Morocco's Prime Minister-designate, Aziz Akhannouch, announced on Wednesday that his party has reached an agreement to form a coalition government with the two other parties that came out on top in the legislative elections held in early September.
In addition to Mr. Akhannouch's liberal party, the Rassemblement National des Indépendants (RNI), the coalition will include the Authenticity and Modernity Party (PAM), also liberal, and the center-right Istiqlal Party (PI).
"This choice is based on the will of the people, since the three parties managed to convince the voters by obtaining a large majority," said Mr. Akhannouch at the RNI headquarters in Rabat, alongside representatives of the other two parties in the coalition.
It is also based on "our programs that largely intersect and adopt the same social and economic priorities," he added.
Aziz Akhannouch was appointed by King Mohammed VI to form the government after his party won the legislative elections on September 8, taking 102 of the 395 seats in the House of Representatives and ousting the Islamists who have been in power for a decade.
The entrepreneur, one of the kingdom's leading fortunes, has chaired the RNI since 2016. He had been Minister of Agriculture, a key portfolio in Morocco, since 2007.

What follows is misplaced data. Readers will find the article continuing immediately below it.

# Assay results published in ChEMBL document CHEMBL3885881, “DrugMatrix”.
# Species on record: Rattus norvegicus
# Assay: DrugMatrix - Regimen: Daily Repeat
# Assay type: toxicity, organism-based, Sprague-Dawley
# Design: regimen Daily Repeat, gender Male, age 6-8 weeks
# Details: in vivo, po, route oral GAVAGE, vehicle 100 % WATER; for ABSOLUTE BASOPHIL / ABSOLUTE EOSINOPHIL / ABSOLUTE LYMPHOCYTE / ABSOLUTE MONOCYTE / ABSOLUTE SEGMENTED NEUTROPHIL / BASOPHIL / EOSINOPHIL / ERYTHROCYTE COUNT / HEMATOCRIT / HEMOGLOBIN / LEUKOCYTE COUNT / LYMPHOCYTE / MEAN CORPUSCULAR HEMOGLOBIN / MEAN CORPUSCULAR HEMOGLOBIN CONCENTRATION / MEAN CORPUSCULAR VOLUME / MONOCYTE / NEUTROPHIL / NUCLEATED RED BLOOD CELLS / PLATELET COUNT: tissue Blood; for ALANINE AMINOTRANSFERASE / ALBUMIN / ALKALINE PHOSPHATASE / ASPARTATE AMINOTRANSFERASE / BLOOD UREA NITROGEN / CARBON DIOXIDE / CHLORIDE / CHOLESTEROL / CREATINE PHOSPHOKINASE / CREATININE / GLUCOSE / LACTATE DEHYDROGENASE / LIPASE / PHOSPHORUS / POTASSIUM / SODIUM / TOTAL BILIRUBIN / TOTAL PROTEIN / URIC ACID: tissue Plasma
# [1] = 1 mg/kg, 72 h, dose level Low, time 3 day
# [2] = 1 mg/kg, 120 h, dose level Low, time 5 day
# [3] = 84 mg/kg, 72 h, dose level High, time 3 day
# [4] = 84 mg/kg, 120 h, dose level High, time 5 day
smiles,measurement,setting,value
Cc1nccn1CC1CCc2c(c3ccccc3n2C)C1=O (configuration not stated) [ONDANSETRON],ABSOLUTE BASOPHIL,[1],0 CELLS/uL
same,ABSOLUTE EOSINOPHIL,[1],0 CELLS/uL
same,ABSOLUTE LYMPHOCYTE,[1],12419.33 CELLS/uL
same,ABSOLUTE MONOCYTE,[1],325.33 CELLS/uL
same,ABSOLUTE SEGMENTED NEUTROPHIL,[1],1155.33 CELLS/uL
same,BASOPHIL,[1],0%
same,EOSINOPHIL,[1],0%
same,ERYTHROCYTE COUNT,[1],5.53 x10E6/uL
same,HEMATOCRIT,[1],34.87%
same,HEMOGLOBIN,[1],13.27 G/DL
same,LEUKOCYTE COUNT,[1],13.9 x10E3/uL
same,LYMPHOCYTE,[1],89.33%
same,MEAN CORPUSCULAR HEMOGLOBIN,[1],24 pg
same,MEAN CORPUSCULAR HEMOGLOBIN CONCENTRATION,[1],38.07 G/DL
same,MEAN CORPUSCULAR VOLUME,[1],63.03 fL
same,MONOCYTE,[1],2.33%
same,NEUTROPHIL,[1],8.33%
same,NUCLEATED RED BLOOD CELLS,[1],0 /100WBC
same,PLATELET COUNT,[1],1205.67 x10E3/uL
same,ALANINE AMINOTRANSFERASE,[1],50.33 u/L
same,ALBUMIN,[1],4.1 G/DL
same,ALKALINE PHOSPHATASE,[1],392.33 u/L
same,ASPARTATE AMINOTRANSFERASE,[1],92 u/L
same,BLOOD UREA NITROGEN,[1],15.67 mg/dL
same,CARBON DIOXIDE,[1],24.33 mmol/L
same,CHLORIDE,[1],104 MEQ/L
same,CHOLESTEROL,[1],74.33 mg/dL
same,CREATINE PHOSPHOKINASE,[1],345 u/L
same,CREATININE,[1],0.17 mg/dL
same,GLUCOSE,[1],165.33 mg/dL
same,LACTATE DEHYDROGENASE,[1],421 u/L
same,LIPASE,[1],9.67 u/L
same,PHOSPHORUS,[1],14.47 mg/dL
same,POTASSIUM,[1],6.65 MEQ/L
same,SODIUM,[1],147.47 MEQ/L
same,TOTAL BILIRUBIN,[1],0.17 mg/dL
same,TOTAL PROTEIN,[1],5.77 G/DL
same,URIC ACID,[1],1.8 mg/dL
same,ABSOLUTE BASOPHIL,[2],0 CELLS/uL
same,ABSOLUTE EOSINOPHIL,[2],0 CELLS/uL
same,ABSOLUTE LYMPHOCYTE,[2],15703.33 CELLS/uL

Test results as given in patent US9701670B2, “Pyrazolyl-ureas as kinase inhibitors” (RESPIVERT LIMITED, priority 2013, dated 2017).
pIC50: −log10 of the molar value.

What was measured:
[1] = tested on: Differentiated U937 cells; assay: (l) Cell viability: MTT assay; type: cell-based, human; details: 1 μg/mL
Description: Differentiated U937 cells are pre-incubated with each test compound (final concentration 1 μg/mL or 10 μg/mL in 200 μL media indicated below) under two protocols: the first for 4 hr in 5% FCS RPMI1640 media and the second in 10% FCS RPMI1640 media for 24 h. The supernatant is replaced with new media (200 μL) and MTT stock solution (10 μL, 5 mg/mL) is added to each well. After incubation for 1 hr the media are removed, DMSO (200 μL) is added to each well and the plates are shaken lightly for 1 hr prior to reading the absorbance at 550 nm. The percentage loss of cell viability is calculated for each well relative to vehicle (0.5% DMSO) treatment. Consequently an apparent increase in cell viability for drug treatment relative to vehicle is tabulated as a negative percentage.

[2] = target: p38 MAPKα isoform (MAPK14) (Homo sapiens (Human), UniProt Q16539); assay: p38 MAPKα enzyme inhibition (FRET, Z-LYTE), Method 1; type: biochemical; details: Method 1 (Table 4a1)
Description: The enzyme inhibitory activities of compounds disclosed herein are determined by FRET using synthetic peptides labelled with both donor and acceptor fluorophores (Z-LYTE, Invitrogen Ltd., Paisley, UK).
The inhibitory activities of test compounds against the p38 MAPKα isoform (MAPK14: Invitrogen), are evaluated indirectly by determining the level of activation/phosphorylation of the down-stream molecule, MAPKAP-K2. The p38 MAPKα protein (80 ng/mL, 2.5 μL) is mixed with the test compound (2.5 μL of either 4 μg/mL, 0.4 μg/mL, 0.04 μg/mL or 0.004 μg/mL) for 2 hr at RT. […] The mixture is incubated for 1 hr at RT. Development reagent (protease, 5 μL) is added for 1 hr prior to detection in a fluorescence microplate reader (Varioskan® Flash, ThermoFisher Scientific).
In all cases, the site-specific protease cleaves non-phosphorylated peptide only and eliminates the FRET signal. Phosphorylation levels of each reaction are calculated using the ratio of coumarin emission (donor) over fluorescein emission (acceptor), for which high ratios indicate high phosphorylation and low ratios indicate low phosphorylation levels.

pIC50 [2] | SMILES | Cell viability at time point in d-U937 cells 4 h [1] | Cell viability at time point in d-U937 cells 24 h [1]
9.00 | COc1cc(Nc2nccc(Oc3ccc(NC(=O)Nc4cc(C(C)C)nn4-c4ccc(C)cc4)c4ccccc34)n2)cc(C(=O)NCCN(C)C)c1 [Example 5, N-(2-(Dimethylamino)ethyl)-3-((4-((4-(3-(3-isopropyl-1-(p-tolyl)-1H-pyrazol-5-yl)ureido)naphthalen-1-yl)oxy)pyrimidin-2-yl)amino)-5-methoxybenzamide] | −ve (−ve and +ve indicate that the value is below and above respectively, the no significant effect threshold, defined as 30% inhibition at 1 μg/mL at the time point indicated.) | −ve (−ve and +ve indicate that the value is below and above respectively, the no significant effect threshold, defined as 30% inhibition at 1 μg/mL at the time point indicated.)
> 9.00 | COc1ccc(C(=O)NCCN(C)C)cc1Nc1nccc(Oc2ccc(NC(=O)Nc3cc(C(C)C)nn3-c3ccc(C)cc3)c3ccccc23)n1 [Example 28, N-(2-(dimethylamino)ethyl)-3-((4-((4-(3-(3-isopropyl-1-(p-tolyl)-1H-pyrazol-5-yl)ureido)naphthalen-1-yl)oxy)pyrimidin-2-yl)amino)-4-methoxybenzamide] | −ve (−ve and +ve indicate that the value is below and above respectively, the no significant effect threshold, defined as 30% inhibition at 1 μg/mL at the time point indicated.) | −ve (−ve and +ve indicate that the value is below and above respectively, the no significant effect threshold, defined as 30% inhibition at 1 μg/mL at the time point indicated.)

The WFP, which came second in the legislative elections, was founded by current royal advisor Fouad Ali El Himma in 2008 before he resigned in 2011.
By taking part in the new executive, the WFP is putting aside its differences with the RNI. Relations between the two parties were strained during the election campaign, with a WFP leader accusing the RNI of buying votes.
"This majority confirms that when good wills join together, they create miracles," said Abdelatif Ouahbi, secretary general of the WFP.
The Istiqlal party came close to the WFP in the legislative elections. Founded in the late 1940s, it is Morocco's oldest political party, the one that led the kingdom to its independence.
Now discussions will continue on the distribution of ministerial portfolios in the new government.
"The most important thing for us is to respond to the popular will, install a climate of trust and develop a coherent government program," said Istiqlal's number one, Nizar Baraka.